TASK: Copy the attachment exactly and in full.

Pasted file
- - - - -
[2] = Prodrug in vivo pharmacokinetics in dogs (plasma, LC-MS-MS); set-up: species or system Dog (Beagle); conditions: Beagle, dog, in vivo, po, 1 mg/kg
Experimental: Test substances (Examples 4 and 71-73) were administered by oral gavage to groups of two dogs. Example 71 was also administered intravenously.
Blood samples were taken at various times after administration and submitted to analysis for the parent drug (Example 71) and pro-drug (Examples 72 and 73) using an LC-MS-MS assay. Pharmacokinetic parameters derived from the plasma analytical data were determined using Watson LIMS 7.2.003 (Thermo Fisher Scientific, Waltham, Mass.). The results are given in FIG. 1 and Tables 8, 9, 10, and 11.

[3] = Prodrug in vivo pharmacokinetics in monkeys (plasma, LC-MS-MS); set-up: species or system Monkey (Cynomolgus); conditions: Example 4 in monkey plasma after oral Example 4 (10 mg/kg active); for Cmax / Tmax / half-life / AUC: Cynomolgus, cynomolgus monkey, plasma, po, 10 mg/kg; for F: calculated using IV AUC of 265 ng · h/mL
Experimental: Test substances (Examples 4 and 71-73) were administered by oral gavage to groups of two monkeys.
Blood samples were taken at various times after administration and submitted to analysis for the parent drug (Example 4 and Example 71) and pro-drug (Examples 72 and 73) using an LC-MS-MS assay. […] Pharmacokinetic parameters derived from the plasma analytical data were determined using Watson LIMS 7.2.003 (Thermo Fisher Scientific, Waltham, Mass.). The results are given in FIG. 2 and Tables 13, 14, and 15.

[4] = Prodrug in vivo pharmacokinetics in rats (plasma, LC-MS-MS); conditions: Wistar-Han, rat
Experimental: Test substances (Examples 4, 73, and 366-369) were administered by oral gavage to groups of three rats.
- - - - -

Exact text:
[2] = Prodrug in vivo pharmacokinetics in dogs (plasma, LC-MS-MS); set-up: species or system Dog (Beagle); conditions: Beagle, dog, in vivo, po, 1 mg/kg
Experimental: Test substances (Examples 4 and 71-73) were administered by oral gavage to groups of two dogs. Example 71 was also administered intravenously.
Blood samples were taken at various times after administration and submitted to analysis for the parent drug (Example 71) and pro-drug (Examples 72 and 73) using an LC-MS-MS assay. Pharmacokinetic parameters derived from the plasma analytical data were determined using Watson LIMS 7.2.003 (Thermo Fisher Scientific, Waltham, Mass.). The results are given in FIG. 1 and Tables 8, 9, 10, and 11.

[3] = Prodrug in vivo pharmacokinetics in monkeys (plasma, LC-MS-MS); set-up: species or system Monkey (Cynomolgus); conditions: Example 4 in monkey plasma after oral Example 4 (10 mg/kg active); for Cmax / Tmax / half-life / AUC: Cynomolgus, cynomolgus monkey, plasma, po, 10 mg/kg; for F: calculated using IV AUC of 265 ng · h/mL
Experimental: Test substances (Examples 4 and 71-73) were administered by oral gavage to groups of two monkeys.
Blood samples were taken at various times after administration and submitted to analysis for the parent drug (Example 4 and Example 71) and pro-drug (Examples 72 and 73) using an LC-MS-MS assay. […] Pharmacokinetic parameters derived from the plasma analytical data were determined using Watson LIMS 7.2.003 (Thermo Fisher Scientific, Waltham, Mass.). The results are given in FIG. 2 and Tables 13, 14, and 15.

[4] = Prodrug in vivo pharmacokinetics in rats (plasma, LC-MS-MS); conditions: Wistar-Han, rat
Experimental: Test substances (Examples 4, 73, and 366-369) were administered by oral gavage to groups of three rats.